The cleanup still has a long way to go, however. Gibran says the current estimated completion date is early January 2021. But she’s more eager than ever for the cleanup to be done, not because of her research but because of something worse than the leak: the COVID-19 pandemic.

“Researchers are crammed into tight quarters, sharing space with colleagues. With the current COVID issue we need space to spread out,” she says.

In terms of lessons learned, Campbell says his biggest takeaway is to always get a written work plan from contractors to make sure there is no misunderstanding in exactly what they plan on doing. Knowing the incident could’ve been much worse is also a sobering thought.

“The source [of radiation] itself was 2,700 curies of activity: Our best guess is only a small fraction of that was released. If the whole source had be released, HMC would not be operating right now,” he says. 

For Gregg, the leak gave her a bit of preparation for what was to come. The large response team wasn’t close to the size of the team she’d be working with once the pandemic began.

Teamwork, it turns out, is what made the cleanup process so successful. Teamwork is also part of the Harborview culture, Gibran says, and that sense of community has helped everyone on the team get their work done.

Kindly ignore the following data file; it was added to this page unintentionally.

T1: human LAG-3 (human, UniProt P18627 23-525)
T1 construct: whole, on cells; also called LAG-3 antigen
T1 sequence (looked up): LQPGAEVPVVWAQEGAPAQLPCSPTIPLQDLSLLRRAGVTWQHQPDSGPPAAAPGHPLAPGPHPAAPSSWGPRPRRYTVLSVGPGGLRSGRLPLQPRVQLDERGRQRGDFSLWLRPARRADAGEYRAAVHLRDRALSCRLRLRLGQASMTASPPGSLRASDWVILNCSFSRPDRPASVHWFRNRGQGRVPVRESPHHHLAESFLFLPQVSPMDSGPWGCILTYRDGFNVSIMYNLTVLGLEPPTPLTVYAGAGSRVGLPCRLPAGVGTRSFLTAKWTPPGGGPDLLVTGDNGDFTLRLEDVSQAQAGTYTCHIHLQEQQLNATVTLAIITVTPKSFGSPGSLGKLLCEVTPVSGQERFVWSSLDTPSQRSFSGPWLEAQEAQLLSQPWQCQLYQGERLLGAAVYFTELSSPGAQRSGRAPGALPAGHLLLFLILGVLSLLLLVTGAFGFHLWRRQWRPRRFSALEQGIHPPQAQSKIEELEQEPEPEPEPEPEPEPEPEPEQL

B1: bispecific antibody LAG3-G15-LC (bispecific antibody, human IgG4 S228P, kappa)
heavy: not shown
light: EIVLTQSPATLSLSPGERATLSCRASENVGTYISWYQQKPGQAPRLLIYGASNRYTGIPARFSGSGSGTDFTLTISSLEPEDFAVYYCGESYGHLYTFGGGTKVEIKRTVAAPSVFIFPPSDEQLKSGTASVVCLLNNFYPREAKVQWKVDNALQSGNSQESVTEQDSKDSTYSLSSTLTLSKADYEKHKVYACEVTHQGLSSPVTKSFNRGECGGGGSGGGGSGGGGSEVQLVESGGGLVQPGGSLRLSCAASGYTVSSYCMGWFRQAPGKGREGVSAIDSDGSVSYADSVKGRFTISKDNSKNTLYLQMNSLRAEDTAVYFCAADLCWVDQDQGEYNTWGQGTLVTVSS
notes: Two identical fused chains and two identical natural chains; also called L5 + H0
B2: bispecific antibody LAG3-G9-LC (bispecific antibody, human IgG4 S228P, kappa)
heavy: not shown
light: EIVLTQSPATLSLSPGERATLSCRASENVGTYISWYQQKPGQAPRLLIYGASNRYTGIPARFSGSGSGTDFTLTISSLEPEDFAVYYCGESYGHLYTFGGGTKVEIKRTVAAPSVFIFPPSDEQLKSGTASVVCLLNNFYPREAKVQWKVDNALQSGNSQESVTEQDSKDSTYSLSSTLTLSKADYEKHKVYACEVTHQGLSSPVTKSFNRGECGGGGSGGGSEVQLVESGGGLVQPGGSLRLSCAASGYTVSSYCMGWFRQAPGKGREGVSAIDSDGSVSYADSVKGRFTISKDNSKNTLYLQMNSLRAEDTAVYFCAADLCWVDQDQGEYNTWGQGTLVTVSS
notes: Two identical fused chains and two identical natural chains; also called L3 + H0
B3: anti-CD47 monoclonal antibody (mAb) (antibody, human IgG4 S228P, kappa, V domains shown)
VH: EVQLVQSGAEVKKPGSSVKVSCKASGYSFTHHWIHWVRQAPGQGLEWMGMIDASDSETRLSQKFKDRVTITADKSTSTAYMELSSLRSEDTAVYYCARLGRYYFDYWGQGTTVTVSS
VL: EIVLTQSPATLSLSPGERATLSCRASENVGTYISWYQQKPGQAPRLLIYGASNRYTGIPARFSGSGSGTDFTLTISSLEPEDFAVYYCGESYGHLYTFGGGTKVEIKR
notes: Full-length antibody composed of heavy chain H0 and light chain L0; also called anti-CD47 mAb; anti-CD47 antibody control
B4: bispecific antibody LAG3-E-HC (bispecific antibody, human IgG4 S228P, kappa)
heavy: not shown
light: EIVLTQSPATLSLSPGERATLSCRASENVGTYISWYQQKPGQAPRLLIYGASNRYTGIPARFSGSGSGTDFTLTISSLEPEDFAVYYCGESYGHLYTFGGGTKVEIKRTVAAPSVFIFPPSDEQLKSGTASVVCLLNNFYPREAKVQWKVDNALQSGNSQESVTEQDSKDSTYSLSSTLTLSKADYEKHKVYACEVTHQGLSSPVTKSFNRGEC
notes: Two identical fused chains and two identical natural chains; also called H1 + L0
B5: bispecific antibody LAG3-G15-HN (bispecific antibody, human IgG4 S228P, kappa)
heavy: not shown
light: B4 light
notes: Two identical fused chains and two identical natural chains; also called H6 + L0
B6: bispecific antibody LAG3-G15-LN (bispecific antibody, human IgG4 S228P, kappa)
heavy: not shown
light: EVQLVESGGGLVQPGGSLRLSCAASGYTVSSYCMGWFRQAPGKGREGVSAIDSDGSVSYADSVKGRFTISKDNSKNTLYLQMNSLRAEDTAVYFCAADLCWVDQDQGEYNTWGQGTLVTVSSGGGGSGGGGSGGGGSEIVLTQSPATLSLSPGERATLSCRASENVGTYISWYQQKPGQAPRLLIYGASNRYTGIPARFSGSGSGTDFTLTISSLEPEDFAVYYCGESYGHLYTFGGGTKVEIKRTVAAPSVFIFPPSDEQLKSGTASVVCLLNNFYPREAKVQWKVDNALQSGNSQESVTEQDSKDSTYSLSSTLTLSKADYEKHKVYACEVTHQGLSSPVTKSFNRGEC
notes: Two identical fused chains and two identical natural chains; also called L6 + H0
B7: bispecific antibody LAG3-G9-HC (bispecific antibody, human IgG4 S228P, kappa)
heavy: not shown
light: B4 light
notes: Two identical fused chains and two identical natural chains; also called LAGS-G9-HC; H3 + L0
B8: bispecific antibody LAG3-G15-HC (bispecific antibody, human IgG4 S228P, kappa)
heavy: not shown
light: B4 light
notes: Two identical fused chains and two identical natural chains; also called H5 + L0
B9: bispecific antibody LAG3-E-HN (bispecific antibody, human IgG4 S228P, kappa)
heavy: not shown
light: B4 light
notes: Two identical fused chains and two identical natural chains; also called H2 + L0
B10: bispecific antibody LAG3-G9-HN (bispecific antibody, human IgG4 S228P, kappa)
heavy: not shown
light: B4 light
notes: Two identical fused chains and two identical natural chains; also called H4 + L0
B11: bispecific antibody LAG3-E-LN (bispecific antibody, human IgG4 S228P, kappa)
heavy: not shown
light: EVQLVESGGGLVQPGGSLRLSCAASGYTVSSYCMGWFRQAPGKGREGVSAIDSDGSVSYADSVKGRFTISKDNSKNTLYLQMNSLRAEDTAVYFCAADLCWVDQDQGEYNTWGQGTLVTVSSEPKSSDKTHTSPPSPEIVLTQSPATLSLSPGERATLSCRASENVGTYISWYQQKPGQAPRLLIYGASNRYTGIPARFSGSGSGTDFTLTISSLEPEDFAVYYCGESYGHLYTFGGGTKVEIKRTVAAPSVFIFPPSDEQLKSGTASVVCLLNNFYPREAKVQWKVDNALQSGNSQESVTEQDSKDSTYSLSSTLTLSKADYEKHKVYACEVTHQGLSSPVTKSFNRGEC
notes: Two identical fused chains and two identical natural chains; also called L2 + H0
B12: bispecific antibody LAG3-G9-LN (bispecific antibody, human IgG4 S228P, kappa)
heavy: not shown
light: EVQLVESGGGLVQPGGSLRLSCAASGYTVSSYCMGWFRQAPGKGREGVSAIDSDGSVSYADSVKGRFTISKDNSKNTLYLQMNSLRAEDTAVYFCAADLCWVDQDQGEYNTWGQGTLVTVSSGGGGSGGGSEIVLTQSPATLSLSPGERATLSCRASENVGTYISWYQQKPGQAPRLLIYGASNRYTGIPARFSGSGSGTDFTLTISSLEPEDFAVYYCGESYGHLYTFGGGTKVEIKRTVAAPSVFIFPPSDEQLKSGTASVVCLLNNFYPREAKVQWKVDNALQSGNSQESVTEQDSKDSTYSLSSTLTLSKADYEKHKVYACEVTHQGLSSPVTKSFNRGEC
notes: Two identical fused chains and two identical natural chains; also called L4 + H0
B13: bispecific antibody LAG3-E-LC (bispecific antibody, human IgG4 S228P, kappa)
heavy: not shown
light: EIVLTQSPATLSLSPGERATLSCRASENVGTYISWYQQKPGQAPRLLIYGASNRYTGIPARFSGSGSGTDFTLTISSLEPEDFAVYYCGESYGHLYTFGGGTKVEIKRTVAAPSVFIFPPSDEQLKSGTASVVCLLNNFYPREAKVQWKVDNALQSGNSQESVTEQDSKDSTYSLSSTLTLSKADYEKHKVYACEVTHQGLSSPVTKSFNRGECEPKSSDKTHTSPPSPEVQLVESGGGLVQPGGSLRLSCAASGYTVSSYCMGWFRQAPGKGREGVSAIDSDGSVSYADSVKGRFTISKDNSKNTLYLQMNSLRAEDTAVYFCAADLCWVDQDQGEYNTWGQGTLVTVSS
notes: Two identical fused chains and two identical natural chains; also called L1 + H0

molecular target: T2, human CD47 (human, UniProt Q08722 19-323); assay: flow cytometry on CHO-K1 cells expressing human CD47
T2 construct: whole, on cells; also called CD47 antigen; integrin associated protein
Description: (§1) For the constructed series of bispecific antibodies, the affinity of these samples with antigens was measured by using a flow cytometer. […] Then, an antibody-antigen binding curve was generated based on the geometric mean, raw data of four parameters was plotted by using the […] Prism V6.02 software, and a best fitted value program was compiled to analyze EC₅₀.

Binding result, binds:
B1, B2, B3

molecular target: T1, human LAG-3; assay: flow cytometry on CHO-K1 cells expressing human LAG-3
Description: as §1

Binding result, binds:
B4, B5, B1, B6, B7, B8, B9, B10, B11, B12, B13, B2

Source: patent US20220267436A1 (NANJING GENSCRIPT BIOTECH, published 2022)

“The number of people who were critical was much more than who was nominated for the award,” Gibran says.

List of Radiological Release Response Team members awarded

University of Washington named the Radiological Release Response team the 2020 Distinguished Staff Award recipients. The team was nominated for their quick action and response to the unprecedented release of radiological material. 

They are the largest team to date to receive this honor:

  • Meli Ahumada, assistant to the director, EH&S / Office of the Director
  • Alieu Ann, director, Security Services, UW Medicine Health System – Harborview Medical Center
  • Alan Avalos, postdoctoral scholar, School of Medicine/ Department of Comparative Medicine
  • Stephen Bahl, safety professional 2, Environmental Health & Safety Department/ Environmental Programs
  • Edwin Balahadia, animal technician 3, School of Medicine/ Department of Comparative Medicine
  • Denise Bender, assistant director, EH&S / Occupational Safety & Health
  • Laura Campbell, facility operations specialist , School of Medicine/ Department of Comparative Medicine
  • Phil Campbell, Radiation Safety Office, Environmental Health and Safety
  • Cam-Ly Cao, finance manager, EH&S / Planning & Administration
  • Joyce Chambers, Program Operations Specialist, EH&S / Radiation Safety
  • Lesley Colby, associate professor, School of Medicine/ Department of Comparative Medicine
  • Cory Conner, program coordinator, School of Medicine/ Department of Comparative Medicine
  • Karen Crow, outreach & communications specialist, EH&S / Campus Preventive Health
  • Natalie Daranyi, occupational health & safety specialist, EH&S / Occupational Safety & Health
  • Jeff Forister, environmental control technician 3, EH&S / Research & Occupational Safety
  • Tim Fredricksen, director, UW Medicine Health System – Harborview Medical Center
  • Gary Fye, program operations specialist, School of Medicine/ Department of Comparative Medicine